He announces that he plans to stay in Middlemarch. Dorothea reports this information to Casaubon. The news greatly distresses him. He believes that Will feels contempt for him. Without telling her, Casaubon writes Will requesting that he leave Middlemarch, because he feels his chosen profession reflects badly on him. Dorothea asks Casaubon to leave half his wealth to Will upon his death to make amends for the disinheritance of his grandmother. Casaubon orders her to cease interference in his relationship with Will. He suspects Will and Dorothea are conspiring against him. Meanwhile, Will writes to state that he will not leave Middlemarch. Casaubon forbids Will to come to Lowick again.


It is significant that everyone in Dorothea's home can watch Featherstone's funeral even though they are not in attendance. This demonstrates that privacy is extremely difficult to maintain in a small community like Middlemarch. They comment at great length on those who attend the funeral from a vantage point from which they themselves cannot be seen. An individual can never be sure who may be watching, so secrets are difficult to keep.

Featherstone's final defeat is ambiguous. He fails in his attempt to do what he wants at last by burning one of his wills. However, Fred learns of a large inheritance bestowed by the first will only to have it revoked by the second. Featherstone's mercurial, manipulative nature continues jerking Fred's chains from the grave. He displays his wealth with a lavish funeral only to bring a largely neglected, illegitimate son out of the woodworks and leave everything to him. Hiding his son until his death allowed him to dangle an inheritance in front of his nephew's nose for years. Fred himself was a tool to manipulate and antagonize his other relatives. Featherstone promises Fred a light and comfortable future only to tie a heavy stone to all his dreams.

Featherstone enabled Fred's own unsteady, careless attitude towards money and debt. His powerful influence in numerous other lives owes to his wealth more than it does to his family name. His relatives manipulate familial obligations to justify their claims on his wealth and estate, but obligations aside, the name matters less than the money. The rise of the middle class in 1830s England signals the preeminence of money as a tool of power. Aristocratic power structures, based on family name and noble lineage, are beginning to give way to a power structure governed by financial influence.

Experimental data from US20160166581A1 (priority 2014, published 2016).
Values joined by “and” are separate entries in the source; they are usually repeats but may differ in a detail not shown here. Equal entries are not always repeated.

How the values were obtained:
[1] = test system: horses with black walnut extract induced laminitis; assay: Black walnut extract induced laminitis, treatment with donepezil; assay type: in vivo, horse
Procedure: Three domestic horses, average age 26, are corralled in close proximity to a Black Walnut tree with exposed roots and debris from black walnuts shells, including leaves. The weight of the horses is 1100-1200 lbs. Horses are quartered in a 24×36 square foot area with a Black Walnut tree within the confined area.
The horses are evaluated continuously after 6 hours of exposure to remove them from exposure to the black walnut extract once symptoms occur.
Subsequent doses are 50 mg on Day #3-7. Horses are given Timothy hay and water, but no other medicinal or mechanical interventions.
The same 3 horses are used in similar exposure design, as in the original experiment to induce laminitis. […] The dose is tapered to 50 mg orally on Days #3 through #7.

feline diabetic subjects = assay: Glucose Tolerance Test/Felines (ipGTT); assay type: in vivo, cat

Rosamond's marriage prospects are affected deeply by the financial misfortunes of her male relatives. Fred's disappointment affects her plans to marry. Her father cannot afford to help her and Lydgate, because he must pay for another year of college so that Fred can become a clergyman. Fred's disappointment means that Rosamond's support depends solely on her husband. Conventional gender roles place women in a vulnerable position. Rosamond has never been educated or prepared to support herself, nor even been educated to think about money. She has only vague notions of Lydgate's income. She just assumes that he is wealthy because he has aristocratic relations. Her only notion about money is that it will be provided when she wants or needs it. When Fred doesn't receive a large inheritance, her father investigates Lydgate's finances. He never discusses the matter with Rosamond herself. The decisions regarding a woman's support in this situation essentially take place between men.

Moreover, social convention also places the final decision regarding a woman's marriage in the hands of her father or male guardian. Mr. Brooke wanted to allow Dorothea the choice of her two suitors. However, Dorothea owes the freedom of that choice to Mr. Brooke's decision to allow her to have it. Will Ladislaw's grandmother married the man of her choice against her family's wishes. In retaliation, they disowned her and cut off all financial support.